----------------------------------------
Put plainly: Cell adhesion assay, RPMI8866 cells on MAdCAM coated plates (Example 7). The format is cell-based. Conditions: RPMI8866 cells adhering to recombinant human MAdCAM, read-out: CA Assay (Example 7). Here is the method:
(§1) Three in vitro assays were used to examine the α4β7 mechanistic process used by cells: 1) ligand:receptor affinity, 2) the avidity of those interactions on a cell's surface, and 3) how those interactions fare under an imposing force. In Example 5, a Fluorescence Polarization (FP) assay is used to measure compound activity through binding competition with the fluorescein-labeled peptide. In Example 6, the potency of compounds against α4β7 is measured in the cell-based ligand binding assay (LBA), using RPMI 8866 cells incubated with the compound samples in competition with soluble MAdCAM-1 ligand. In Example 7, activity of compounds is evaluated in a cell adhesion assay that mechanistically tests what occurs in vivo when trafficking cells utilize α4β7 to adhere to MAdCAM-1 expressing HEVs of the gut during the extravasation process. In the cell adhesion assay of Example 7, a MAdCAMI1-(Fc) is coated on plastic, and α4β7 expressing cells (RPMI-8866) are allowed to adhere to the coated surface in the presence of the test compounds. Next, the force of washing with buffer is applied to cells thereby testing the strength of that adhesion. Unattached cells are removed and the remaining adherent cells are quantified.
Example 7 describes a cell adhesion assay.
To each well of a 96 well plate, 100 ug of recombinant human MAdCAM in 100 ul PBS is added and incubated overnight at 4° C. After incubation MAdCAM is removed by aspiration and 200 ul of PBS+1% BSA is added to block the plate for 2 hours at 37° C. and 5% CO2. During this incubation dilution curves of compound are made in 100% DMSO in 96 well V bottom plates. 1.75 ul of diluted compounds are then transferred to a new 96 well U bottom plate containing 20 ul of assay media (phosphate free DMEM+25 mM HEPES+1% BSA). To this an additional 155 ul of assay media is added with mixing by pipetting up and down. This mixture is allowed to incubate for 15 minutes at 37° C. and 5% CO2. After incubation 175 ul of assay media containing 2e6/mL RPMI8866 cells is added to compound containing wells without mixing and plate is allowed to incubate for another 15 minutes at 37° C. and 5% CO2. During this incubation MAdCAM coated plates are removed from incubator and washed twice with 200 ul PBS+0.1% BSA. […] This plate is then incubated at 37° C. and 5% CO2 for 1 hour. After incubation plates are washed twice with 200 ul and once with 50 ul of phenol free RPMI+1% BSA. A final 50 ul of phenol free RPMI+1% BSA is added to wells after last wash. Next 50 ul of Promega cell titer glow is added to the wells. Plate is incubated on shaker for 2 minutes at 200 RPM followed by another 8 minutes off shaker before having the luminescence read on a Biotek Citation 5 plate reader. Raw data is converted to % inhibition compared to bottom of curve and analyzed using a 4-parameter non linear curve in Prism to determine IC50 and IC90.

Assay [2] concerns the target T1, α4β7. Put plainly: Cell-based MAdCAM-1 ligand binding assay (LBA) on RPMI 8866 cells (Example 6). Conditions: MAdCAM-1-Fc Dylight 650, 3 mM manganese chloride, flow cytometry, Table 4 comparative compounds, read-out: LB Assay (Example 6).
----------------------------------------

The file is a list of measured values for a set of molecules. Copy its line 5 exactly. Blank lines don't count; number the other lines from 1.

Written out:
Assay [2] concerns the target T1, α4β7. Put plainly: Cell-based MAdCAM-1 ligand binding assay (LBA) on RPMI 8866 cells (Example 6). Conditions: MAdCAM-1-Fc Dylight 650, 3 mM manganese chloride, flow cytometry, Table 4 comparative compounds, read-out: LB Assay (Example 6).